In The Court of Appeals

Holly C. Gamble,        Appellant/Respondent,


John M. Parker, Winston-Carlyle Inc. I LLC, Winston-Carlyle Inc. Park West LLC, Winston-Carlyle & Company Inc., and Southport Capital Corporation,        Respondents/Appellants.

Appeal From Richland County
Alison Renee Lee, Circuit Court Judge

Unpublished Opinion No. 2003-UP-592
Submitted September 8, 2003 – Filed October 9, 2003


James Emerson Smith, Jr., and Julianne Farnsworth, of Columbia, for Appellant-Respondent. 

Mark Weston Hardee, of Columbia, for Respondents-Appellants.

PER CURIAM:  Holly Gamble sued respondents (collectively, Winston-Carlyle) alleging five causes of action related to real estate commissions.  Both Gamble and Winston-Carlyle appeal the circuit court’s order, which granted Winston-Carlyle’s motion for a directed verdict on four of the causes of action and declared a mistrial on the fifth.  We affirm. [1]


Gamble began selling real estate for Winston-Carlyle in both Columbia and Charleston after, she asserts, a Winston-Carlyle representative convinced her to leave her employment with another company.  Gamble testified she and Winston-Carlyle agreed she would be paid 1.5% of all sales she generated, receive a $3000 monthly draw based on future sales, and receive a sales assistant.  Gamble admitted she would not be entitled to the commission unless a closing resulted from the contract.

Winston-Carlyle terminated Gamble and later sent her a letter purporting to set out the terms of a settlement related to her termination.  According to the letter, she would receive 0.4% of the gross sales price for the Charleston contracts and 0.75% for the Columbia contracts she generated while in their employ.  Gamble testified she generated a total of 80 contracts for Winston-Carlyle for which she did not receive the 1.5% compensation she was originally promised.  Although she presented a spreadsheet listing these properties, Gamble failed to submit copies of the sales contracts or evidence the sales on these properties had ever closed.  However, Gamble acknowledged on cross-examination that information about whether the contracts had closed was available to the public.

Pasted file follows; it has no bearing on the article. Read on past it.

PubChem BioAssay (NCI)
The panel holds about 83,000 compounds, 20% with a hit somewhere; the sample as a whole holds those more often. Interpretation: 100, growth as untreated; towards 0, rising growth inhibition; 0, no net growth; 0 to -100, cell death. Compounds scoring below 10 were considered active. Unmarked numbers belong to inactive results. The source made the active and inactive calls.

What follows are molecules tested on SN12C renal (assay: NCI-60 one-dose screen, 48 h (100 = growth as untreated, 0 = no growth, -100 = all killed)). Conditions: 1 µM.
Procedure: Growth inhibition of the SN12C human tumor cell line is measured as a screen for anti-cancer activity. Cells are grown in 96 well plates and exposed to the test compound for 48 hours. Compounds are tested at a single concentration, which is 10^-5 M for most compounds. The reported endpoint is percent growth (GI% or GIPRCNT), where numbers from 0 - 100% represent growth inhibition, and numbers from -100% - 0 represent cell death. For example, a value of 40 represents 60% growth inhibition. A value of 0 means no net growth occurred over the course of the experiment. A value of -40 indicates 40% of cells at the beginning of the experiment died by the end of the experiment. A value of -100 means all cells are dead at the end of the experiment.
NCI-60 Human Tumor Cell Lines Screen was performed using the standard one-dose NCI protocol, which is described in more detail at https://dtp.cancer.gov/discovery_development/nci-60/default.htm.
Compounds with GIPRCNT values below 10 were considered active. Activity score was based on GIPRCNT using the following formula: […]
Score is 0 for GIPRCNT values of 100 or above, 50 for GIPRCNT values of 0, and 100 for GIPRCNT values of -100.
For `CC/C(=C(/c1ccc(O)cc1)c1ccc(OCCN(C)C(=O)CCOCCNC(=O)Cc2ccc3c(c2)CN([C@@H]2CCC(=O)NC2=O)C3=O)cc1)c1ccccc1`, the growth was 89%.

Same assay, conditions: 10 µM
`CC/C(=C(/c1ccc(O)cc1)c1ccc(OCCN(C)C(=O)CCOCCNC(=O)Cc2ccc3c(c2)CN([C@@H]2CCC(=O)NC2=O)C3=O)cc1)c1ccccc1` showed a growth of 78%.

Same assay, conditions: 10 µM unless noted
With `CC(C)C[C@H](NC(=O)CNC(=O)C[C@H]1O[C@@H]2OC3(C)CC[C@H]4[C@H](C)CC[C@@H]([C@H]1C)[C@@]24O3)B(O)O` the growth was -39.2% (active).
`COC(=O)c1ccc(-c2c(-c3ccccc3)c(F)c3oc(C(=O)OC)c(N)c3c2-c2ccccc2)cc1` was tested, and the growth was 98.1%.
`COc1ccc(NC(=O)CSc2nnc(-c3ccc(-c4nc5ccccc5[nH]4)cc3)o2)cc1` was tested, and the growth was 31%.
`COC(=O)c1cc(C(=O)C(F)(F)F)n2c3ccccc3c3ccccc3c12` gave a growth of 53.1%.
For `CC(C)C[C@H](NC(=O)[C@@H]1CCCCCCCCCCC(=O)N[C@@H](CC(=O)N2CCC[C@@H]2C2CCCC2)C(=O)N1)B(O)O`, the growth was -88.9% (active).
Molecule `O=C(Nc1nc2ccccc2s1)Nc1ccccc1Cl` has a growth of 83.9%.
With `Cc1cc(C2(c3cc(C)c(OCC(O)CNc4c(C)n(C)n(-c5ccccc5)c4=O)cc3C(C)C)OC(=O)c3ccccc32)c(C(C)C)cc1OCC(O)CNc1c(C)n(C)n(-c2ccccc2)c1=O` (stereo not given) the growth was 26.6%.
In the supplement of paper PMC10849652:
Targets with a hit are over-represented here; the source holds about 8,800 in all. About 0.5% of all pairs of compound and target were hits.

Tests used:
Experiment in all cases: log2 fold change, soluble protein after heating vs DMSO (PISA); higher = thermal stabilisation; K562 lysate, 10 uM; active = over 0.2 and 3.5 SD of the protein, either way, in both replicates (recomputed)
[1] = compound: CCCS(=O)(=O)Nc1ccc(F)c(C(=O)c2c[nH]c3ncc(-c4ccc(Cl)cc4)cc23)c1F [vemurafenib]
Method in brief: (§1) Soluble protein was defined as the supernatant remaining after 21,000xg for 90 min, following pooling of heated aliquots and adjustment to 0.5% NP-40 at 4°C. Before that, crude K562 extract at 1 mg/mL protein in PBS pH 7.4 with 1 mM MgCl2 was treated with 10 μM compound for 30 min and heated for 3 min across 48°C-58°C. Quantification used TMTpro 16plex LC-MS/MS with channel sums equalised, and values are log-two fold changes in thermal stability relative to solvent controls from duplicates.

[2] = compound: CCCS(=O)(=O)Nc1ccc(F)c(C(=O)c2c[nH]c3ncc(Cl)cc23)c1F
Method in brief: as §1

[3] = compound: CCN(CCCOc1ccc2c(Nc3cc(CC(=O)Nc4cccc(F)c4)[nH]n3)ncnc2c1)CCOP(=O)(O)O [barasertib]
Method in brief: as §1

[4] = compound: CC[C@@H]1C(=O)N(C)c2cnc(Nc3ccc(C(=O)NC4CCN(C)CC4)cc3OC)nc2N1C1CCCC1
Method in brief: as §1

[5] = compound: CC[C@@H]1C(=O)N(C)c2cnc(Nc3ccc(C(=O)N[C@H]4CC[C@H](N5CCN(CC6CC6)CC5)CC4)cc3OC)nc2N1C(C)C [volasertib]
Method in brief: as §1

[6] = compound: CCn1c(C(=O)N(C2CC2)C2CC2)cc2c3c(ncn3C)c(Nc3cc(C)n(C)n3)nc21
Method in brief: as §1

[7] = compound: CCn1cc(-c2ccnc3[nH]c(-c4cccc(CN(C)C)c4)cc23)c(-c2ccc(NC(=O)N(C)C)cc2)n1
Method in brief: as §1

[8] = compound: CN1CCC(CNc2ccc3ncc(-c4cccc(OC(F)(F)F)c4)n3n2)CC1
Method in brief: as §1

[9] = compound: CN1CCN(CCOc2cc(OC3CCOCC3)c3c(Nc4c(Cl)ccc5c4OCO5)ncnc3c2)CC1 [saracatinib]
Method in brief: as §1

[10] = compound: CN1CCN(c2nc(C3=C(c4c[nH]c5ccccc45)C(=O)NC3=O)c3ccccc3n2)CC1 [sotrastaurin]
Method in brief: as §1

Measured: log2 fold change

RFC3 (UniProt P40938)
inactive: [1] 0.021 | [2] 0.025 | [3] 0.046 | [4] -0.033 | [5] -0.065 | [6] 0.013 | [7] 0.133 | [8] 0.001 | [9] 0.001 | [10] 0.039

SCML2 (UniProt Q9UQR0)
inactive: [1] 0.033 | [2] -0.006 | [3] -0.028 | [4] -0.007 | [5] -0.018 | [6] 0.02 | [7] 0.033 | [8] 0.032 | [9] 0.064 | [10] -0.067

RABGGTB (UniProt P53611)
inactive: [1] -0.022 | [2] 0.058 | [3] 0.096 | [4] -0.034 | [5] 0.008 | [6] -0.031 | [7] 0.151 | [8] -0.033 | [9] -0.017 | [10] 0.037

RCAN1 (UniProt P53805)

In this action, Gamble alleged violation of the South Carolina Payment of Wages Act, [2] breach of contract, fraudulent misrepresentation, fraud, and unjust enrichment.  Gamble claimed damages in the amount of $124,553.87 – the amount she would have earned from a 1.5% commission on the 80 sales contracts.  At the close of Gamble’s case, the circuit court granted Winston-Carlyle’s motion for directed verdict on all her causes of action except unjust enrichment.  The circuit court found Gamble did not provide adequate evidence from which damages could be calculated – that is, Gamble did not prove the 80 sales contracts had actually closed.  The circuit court ordered a mistrial on Gamble’s unjust enrichment action because it concluded it had improperly excluded evidence related to damages on that claim. 


“In deciding whether to grant or deny a directed verdict motion, the trial court is concerned only with the existence or non-existence of evidence.”  Sims v. Giles, 343 S.C. 708, 714, 541 S.E.2d 857, 861 (Ct. App. 2001).  The trial court’s ruling will be sustained unless it lacks evidentiary support.  Sabb v. South Carolina State Univ., 350 S.C. 416, 427, 567 S.E.2d 231, 236 (2002). 


A.      Gamble’s appeal

1.       Burden of proof

Gamble argues the circuit court erred in granting a directed verdict on her breach of contract claim, asserting she set forth a prima facie case on each claim.  We disagree. 

Gamble testified about generating 80 sales contracts using a spreadsheet listing the properties for which she generated contracts.  However, Gamble provided absolutely no proof that any of the contracts she was responsible for generating and on which she sought commissions were actually closed.  Gamble herself testified that pursuant to the agreement with Winston-Carlyle she was not entitled to be paid until there was a closing pursuant to the contracts that were entered into.  See Champion v. Whaley, 280 S.C. 116, 119, 311 S.E.2d 404, 406 (Ct. App. 1984) (“The broker and the owner may . . . make the broker’s right to the commission contingent upon the occurrence of certain conditions.”). 

Not only was it incumbent upon Gamble to prove the closing in order to prove the breach of contract, the burden was on Gamble to provide evidence of closings in order to prove her damages.  “The burden of proving damages for breach of a contract rests on the plaintiff.”  Jackson v. Midlands Human Res. Ctr., 296 S.C. 526, 528, 374 S.E.2d 505, 506 (Ct. App. 1988).  Thus, without proof that the sales contracts resulted in closings, Gamble could not establish either a breach of her commission agreement or the extent of damages.